Wax, or the Discovery of Television Among the Bees
"'We really don't understand the problem of sending thousands of simultaneous digital video signals yet,' said Tom Kessler, a Sun software engineer. 'Come back in six months and this stuff will be working flawlessly.’” —John Markoff, New York Times Business section, “Cult Film Is a First on Internet” (05/24/93)
Terms like “unclassifiable” are used regularly in description of works at the outer limits of genre, but rarely are they as justified as in the case of David Blair’s 1991 video Wax, or the Discovery of Television Among the Bees, a cyberpunk prototype from the chrome heart of the Digital Age. Developed over a decade through technical exploration and chance operations in the New York Public Library, Blair laid an extrapolation of La Jetée atop a bedrock of Thomas Pynchon and came out with something closest to early Peter Greenaway — yet ultimately singular.
Wax combines virtually every type of developing visual imagery of its time into a beguiling brew of stimulus that ends up something like an essay film by a paranoid android on 2C-B. The picture plane warps and shifts, contorting pastoral scenes into geometric abstractions. Crude, polygonal computer graphics mix floating skulls and Arabic scripts with film footage of tribal rituals ostensibly from the Middle Ages. Workmanlike SD video of bees and beekeeping is juxtaposed with jittering, lo-fi textures and other lost transmissions. It’s "a science-fiction film first, but it's a little like hypermedia without the visible interface,” Wired wrote in 1993.
Propelled solely through this visual collage and the trance-inducing monotone of Blair’s voiceover, the narrative details of Wax are ultimately just another tool to overwhelm the viewer with arcane detailing. To wit: at the center of Wax is Jacob Maker (David Blair himself), the grandson of James Hive Maker (William S. Burroughs, literally), an early 20th-century beekeeper and supernatural cinematographer of the dead at the Supranormal Film Society. Jacob is disaffected with his job designing guided missile systems and becomes obsessed with beekeeping like his grandfather, ultimately becoming a prisoner to the bees. Naturally, they implant a television into his brain and re-appropriate him as an assassin, beginning his odyssey to the Garden of Eden in the Land of the Dead, where Jacob finds the keys to his identity lie in understanding Mesopotamian bees, the Trinity site, the souls embedded in mechanisms of mass violence, the tower of Babel, and other shit like that.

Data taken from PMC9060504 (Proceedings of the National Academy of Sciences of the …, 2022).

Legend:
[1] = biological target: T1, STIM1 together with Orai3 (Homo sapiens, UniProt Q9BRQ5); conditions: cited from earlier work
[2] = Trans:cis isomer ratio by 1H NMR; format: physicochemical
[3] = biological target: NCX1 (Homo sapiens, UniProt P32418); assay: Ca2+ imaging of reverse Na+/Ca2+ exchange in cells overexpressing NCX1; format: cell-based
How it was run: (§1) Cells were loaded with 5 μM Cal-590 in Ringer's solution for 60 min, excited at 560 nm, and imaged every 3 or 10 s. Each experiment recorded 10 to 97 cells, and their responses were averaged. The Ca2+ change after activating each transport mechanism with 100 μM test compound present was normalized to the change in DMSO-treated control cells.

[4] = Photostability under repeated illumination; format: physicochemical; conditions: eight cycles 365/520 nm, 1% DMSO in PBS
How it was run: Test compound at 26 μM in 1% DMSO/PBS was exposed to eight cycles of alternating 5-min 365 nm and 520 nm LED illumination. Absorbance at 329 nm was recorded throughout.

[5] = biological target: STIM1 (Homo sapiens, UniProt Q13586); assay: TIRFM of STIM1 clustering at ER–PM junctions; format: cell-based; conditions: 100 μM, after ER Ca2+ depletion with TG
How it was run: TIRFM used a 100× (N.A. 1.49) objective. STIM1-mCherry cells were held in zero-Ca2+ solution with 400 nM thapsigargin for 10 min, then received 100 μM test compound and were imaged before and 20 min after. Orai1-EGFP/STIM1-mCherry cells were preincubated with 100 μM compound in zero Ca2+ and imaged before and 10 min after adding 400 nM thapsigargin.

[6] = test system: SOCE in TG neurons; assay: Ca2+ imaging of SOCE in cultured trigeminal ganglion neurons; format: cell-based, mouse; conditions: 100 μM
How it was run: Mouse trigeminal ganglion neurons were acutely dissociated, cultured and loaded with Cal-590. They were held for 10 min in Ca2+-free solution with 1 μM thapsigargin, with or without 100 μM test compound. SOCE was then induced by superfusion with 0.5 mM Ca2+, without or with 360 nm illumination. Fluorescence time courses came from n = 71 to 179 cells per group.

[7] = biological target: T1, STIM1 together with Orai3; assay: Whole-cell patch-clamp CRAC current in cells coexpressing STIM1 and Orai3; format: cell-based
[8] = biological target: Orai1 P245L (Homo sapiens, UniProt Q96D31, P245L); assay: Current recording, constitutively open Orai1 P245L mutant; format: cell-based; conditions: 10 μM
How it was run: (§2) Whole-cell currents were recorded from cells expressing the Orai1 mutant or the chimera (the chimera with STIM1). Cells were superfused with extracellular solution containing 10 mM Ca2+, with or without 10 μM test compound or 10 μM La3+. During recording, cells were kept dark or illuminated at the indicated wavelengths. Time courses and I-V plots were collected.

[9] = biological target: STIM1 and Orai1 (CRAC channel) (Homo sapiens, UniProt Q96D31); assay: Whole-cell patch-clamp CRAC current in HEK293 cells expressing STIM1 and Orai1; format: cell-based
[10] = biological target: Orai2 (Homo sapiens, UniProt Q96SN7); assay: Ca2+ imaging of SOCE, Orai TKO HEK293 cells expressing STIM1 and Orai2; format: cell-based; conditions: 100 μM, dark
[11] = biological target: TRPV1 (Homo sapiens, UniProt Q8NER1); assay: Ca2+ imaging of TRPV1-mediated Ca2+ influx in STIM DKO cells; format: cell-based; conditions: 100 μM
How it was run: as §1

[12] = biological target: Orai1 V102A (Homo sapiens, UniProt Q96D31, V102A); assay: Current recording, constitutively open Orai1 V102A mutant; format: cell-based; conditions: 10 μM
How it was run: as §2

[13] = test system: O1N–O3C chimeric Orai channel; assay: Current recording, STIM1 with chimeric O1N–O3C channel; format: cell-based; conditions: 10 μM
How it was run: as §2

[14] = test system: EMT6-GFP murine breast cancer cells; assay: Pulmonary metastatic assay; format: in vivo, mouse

In accordance with its formal peculiarity, the post-production, distribution and ultimate provenance of Wax has been a story of continual pioneership. Supported throughout its gestation by NY State art grants — as well as one from the American Film Institute — Wax was one of the first independent feature films to be edited on a non-linear editing system, the Montage Picture Processor, which debuted in 1984 and won an Academy Award for Technical Achievement in 1988. After first premiering on German television channel ZDF in October 1991, Wax became a darling of the film and new media festival circuits, ultimately playing galleries and theaters in 26 US cities as well as Japan and Australia, even being transferred — somewhat ironically — to 16mm for limited screenings in 1993.
Wax continued to flay the boundaries of its representation when an acquaintance of Blair’s at the Amiga computer store in the East Village "put Wax in a VHS machine connected to a Silicon Graphics machine connected to a T1 line connected to the mbone” at the Sun Microsystems headquarters, where it officially became the first movie streamed on the internet, seen at the time only by a few dozen nerds at literally two frames per second. The next year, Wax was further deconstructed and re-imagined as it was permanently hosted on the internet, courtesy of the Institute for Advanced Technology in the Humanities at the University of Virginia, in the form of Waxweb. Though never officially released in any form beyond homemade VHS copies by Blair and some bootleg DVD editions, Wax now resides in the permanent collection at MoMA as a groundbreaking net art artifact in various directions.
Some of the criticism written about Wax tries to match the hyperactive visual and auditory language of Wax itself, but ultimately images cannot be captured in words, souls cannot be captured on film. Wax is groundbreaking and fascinating yet far from flawless; its boundless intertextual connections and thematic echoes are as tenuous and elusive as they are tantalizing. Shockingly ahead of its time, Wax’s thematic premonitions of the Gulf War, drone warfare, and the spiritual repercussions of violence have a truly reverential prescience. Similarly, its media overload rooted in the zeitgeist technologies of its time are also perfectly extrapolated to ours, now.
Wax, or the Discovery of Television Among the Bees first screened at Spectacle in November 2012 and makes its return tonight on Spectacle’s Twitch channel as part of the theater's 10th Anniversary celebration series EVERY MOVIE IN THE HISTORY OF THE WORLD (PART ONE).